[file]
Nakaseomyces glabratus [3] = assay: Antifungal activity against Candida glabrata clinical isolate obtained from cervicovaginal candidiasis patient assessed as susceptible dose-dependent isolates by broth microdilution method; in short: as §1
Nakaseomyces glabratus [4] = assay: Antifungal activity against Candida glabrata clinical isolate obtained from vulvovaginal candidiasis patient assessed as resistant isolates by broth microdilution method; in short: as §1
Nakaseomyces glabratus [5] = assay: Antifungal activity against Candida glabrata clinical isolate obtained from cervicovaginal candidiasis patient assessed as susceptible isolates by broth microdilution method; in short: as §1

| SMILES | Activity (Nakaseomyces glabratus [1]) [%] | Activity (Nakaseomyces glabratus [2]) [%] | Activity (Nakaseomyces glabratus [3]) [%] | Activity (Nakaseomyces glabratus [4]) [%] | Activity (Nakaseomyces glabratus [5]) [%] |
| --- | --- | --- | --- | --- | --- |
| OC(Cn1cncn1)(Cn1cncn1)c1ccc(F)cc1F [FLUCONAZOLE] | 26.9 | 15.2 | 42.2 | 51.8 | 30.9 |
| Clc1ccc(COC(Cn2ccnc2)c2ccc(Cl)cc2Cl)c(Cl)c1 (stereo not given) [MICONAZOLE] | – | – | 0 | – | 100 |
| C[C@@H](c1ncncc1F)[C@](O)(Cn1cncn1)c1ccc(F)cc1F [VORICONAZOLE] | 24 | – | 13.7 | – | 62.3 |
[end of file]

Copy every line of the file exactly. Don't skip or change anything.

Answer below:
Nakaseomyces glabratus [3] = assay: Antifungal activity against Candida glabrata clinical isolate obtained from cervicovaginal candidiasis patient assessed as susceptible dose-dependent isolates by broth microdilution method; in short: as §1
Nakaseomyces glabratus [4] = assay: Antifungal activity against Candida glabrata clinical isolate obtained from vulvovaginal candidiasis patient assessed as resistant isolates by broth microdilution method; in short: as §1
Nakaseomyces glabratus [5] = assay: Antifungal activity against Candida glabrata clinical isolate obtained from cervicovaginal candidiasis patient assessed as susceptible isolates by broth microdilution method; in short: as §1

| SMILES | Activity (Nakaseomyces glabratus [1]) [%] | Activity (Nakaseomyces glabratus [2]) [%] | Activity (Nakaseomyces glabratus [3]) [%] | Activity (Nakaseomyces glabratus [4]) [%] | Activity (Nakaseomyces glabratus [5]) [%] |
| --- | --- | --- | --- | --- | --- |
| OC(Cn1cncn1)(Cn1cncn1)c1ccc(F)cc1F [FLUCONAZOLE] | 26.9 | 15.2 | 42.2 | 51.8 | 30.9 |
| Clc1ccc(COC(Cn2ccnc2)c2ccc(Cl)cc2Cl)c(Cl)c1 (stereo not given) [MICONAZOLE] | – | – | 0 | – | 100 |
| C[C@@H](c1ncncc1F)[C@](O)(Cn1cncn1)c1ccc(F)cc1F [VORICONAZOLE] | 24 | – | 13.7 | – | 62.3 |